Topic: Professions & Institutions

The Ethics Verdict on Dr. Phil's Spears Encounter

The Spears family has become, like the late Anna Nicole Smith, a sort of human ethics Bermuda Triangle, plunging unwary travelers into terrifying ethical controversies. The latest to succumb to the curse is "Dr. Phil" McGraw, the avuncular TV therapist whose sage advice to abusive parents, cheating spouses, addicted boyfriends and wayward teens has made him rich as well as enough of a popular culture icon to justify a cameo role in "Scary Movie 4, " in which he sawed off his own foot. After Britney Spears recently found herself under psychiatric observation at a hospital following one of her increasingly frequent emotional meltdowns, her mother and father dispatched "friend of the family" Dr. Phil to look in on her. Britney, according to reports, was not appreciative, and McGraw retreated from the hospital, following up with a report to the press that the pop star was in bad shape, that he was "very concerned" for her welfare that she was in need of serious help double-quick.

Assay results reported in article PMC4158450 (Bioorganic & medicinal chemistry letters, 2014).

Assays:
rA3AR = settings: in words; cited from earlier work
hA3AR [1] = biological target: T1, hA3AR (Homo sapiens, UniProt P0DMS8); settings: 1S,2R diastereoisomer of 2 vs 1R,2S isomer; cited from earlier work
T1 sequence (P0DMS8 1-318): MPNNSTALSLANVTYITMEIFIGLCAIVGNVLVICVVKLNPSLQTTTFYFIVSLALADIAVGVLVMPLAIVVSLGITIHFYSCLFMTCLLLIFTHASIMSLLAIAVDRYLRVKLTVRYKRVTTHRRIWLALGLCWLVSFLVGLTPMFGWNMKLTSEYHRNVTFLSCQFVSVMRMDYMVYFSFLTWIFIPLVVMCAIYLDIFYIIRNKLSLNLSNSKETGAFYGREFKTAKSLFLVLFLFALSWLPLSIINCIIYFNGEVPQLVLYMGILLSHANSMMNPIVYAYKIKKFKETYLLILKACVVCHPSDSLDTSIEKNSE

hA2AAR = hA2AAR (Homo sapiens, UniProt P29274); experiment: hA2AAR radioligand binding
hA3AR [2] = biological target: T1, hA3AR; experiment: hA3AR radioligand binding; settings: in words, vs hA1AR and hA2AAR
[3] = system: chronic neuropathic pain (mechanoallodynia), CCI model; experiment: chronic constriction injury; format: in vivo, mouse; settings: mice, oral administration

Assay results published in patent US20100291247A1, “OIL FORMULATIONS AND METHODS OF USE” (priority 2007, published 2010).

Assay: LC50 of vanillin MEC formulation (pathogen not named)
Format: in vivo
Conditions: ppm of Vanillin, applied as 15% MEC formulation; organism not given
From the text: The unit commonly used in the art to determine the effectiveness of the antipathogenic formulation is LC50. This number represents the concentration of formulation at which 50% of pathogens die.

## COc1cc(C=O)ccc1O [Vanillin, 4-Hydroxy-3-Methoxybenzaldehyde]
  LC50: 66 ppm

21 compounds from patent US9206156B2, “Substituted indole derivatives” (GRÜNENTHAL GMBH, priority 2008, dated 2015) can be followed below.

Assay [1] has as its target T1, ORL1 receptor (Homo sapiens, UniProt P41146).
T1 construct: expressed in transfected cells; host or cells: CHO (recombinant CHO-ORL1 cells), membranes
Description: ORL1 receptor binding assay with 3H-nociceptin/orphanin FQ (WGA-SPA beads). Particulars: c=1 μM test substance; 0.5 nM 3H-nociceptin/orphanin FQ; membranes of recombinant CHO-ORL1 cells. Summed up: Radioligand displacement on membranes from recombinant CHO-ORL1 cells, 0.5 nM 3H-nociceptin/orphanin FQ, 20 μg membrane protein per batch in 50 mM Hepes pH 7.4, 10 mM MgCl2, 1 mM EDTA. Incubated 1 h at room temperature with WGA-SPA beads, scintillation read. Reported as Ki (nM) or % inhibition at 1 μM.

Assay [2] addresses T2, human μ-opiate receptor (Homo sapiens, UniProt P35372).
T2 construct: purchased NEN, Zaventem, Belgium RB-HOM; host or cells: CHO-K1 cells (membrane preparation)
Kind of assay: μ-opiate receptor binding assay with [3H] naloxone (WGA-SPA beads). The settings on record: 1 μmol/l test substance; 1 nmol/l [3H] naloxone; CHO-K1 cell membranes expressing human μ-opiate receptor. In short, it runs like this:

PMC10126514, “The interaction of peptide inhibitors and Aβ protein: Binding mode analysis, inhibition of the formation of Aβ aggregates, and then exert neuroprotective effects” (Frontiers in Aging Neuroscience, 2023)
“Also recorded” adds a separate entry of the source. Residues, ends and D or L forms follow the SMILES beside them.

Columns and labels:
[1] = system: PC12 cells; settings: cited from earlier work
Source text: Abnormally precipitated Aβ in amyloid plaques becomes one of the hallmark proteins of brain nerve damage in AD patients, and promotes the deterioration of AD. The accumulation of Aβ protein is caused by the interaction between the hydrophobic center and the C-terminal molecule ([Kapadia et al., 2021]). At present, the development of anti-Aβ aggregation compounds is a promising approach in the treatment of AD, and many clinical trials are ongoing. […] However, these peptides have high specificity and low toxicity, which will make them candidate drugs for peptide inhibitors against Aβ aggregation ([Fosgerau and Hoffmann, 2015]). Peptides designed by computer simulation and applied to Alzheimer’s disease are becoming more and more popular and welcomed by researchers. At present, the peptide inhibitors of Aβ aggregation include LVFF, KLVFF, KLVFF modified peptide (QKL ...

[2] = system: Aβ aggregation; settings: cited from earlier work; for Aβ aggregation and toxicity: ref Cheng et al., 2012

"Betrayal!" cried the Spears family. "Unethical!" screamed the media. "This is GREAT!" exulted E!, TMZ, Access Hollywood, Entertainment Tonight, and the rest of the gossip media that hadn't had anything so juicy come along since The Donald and Rosie were calling each other fat and ugly. Meanwhile, of course, a sick and confused young woman who has been exploited and warped since childhood is hurtling toward a life crisis.

I know what you are thinking: why even discuss such dreck? Well, important ethical principles are sometimes embedded in the most trivial stories, and the complex ethical questions in dreck the can be just as valid as those posed in great literature or momentous historical events. The Scoreboard, as always, is especially interested in ethical verdicts rendered by the media and pop culture. If ethics lessons are going to be taught, let's be sure they're the right ones.